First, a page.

September 2005 Archive
September 22, 2005
||I can dream, can't I?|
September 20, 2005
President Bush and a giddy Jacques Chirac shake hands on the deal.
|President Bush Sells Louisiana Back to the French|
September 15, 2005
Bush did order FEMA to New Orleans!
September 13, 2005
The Buck Stops Where?
On September 7, 2005, The Daily Rant predicted that, notwithstanding Bush's public praise to FEMA Director Michael Brown ("Brownie, you're doing a heck of a job."), Brown would resign. Yesterday, Brown resigned. (I'm not asking for or expecting any credit for this as it was highly predictable and widely predicted.)
The shock came yesterday. Bush actually said something Trumanesque: "Katrina exposed serious problems in our response capability at all levels of government, and to the extent that the federal government didn't fully do its job right, I take responsibility."
Okay, now what? Now that you've told the truth, Mr. President, what are the consequences? We all know the consequences suffered by the poor people of New Orleans who waited days for food and water. But what are the consequences to you? Obviously, you are not going to follow "Heck Of A Job" Brownie and resign. You're not going to suspend yourself without pay. And the Republican Congress which has given you a total free pass on misleading us into the Iraq war (Viet Nam Redux) won't even utter the word "impeachment". After all, aside from the 1894 American fatalities in Iraq, you've only screwed the American people metaphorically.
Ironically, you might get a bump in the polls for taking some responsibility. Then, we might see a whole new W. After seeing how the American people react to candor and honesty, you might decide that mea culpa is cool. You'll be holding daily press conferences admitting to screwing up the war, the economy, the energy policy, and on and on. Hell, you'll be taking sole credit for global warming. As long as we don't catch you cheating on Laura, you're home free.
Q: What is George W. Bush's position on Roe vs. Wade?
A: He really doesn't care how people get out of New Orleans.
September 10, 2005
The Bushes Visit New Orleans
September 8, 2005
How far does the apple fall?
Barbara Bush, the First Mother and former First lady, has been widely reported as being the strong matriarch of the Bush family, the parent who will get in the face of her children to make sure they understand her point of view. I suggest that she is also the source of the Bush's conservative Republicanism.
Exhibit A: Mrs. Bush, after touring the Astrodome complex in Houston on Monday, said:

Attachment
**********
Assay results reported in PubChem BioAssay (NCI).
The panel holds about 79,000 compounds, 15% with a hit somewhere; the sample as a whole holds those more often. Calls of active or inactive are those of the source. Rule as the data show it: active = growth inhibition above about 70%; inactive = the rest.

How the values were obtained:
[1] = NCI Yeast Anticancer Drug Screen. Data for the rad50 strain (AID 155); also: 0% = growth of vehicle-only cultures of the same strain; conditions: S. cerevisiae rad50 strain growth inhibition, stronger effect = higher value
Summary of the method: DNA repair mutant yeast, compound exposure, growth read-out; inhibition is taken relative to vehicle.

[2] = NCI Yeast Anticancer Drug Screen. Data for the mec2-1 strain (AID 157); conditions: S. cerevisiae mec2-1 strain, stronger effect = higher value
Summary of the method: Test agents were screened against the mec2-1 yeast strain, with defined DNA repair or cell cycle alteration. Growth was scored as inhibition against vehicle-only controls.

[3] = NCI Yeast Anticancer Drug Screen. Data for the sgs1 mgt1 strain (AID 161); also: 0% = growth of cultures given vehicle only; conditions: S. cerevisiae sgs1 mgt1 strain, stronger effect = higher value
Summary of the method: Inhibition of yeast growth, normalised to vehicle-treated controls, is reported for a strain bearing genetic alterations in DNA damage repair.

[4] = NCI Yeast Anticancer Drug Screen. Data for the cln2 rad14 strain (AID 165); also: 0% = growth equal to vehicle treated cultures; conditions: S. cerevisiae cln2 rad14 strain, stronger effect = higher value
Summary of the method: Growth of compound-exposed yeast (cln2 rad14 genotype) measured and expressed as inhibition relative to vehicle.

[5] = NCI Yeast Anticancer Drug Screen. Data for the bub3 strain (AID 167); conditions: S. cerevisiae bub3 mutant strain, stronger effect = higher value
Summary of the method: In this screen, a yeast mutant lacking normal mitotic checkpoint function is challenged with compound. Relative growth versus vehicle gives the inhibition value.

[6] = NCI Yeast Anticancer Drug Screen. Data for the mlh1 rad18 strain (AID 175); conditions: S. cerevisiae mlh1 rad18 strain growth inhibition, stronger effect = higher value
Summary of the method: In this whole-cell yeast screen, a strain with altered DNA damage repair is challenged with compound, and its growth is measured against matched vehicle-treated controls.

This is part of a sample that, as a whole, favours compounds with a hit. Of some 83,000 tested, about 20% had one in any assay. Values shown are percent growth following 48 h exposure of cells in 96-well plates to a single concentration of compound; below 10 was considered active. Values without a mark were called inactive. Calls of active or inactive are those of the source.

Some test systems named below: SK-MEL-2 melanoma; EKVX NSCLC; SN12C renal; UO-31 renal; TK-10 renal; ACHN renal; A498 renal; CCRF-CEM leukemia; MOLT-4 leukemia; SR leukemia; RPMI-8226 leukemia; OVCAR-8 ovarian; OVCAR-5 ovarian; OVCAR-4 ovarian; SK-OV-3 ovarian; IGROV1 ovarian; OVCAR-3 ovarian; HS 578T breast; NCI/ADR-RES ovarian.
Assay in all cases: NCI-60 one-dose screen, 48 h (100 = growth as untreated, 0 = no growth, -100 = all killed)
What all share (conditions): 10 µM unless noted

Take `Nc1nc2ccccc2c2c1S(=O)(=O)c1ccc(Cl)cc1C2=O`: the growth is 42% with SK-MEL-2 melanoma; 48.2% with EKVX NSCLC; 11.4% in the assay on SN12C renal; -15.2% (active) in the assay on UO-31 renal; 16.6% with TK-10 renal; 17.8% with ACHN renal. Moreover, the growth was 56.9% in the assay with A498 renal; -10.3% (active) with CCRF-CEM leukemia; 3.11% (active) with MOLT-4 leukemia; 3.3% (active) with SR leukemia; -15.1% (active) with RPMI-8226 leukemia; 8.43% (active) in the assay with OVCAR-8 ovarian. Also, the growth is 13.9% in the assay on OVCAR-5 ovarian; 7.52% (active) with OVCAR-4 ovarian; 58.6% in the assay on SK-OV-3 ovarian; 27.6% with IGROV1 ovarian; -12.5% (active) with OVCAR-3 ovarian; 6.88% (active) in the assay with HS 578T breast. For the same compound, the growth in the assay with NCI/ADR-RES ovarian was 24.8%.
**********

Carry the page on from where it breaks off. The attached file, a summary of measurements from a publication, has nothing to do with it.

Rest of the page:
"What I'm hearing, which is sort of scary, is they all want to stay in Texas. Everyone is so overwhelmed by the hospitality. And so many of the people in the arena here, you know, were underprivileged anyway, so this is working very well for them."
September 7, 2005
The Buck Stops Where?
Thursday, in an interview on ABC's Good Morning America, President Bush stated: "I don't think anyone anticipated the breach of the levees."
Thursday, FEMA Director Michael Brown said, "I think the other thing that really caught me by surprise was the fact that there were so many people, and I'm not laying blame, but either chose not to evacuate or could not evacuate. And as we began to do the evacuations from the Superdome, all of a sudden, literally thousands of other people started showing up in other places, and we were not prepared for that. We were, we were surprised by that."
On Friday, Bush said the response to Katrina was unsatisfactory. Nevertheless, he had nothing but praise for his FEMA director. "Brownie, you're doing a heck of a job," the president said.
Saturday, Homeland Security Secretary Michael Chertoff argued that government planners did not predict such a disaster ever could occur. Chertoff, fielding questions from reporters, said government officials did not expect both a powerful hurricane and a breach of levees that would flood the city of New Orleans. "That 'perfect storm' of a combination of catastrophes exceeded the foresight of the planners, and maybe anybody's foresight," Chertoff said. He called the disaster "breathtaking in its surprise."
Yesterday, Bush, in announcing that he would head up an investigation into the federal response to Katrina, stated, "So, I'm going to find out, over time, what went right and what went wrong."
So, where do you think the buck will stop when Bush concludes his "investigation"? Will Bush be Trumanesque and accept responsibility or will lesser heads roll?
My bet is that FEMA Director Michael Brown who, prior to going to FEMA as a Bush political appointee, was fired by the International Arabian Horse Association because of his incompetence, will fall on his sword and resign, protecting Bush who doesn't like to fire his cronies.
Jimmy Kimmel: "Hurricane Katrina has been particularly hard on President Bush, who was forced to end his vacation two days early. He was supposed to be clearing brush in Texas until Friday. Now he's going to get back to the White House tomorrow. You know, if he doesn't use his vacation days, he loses them, so this is hard on everybody."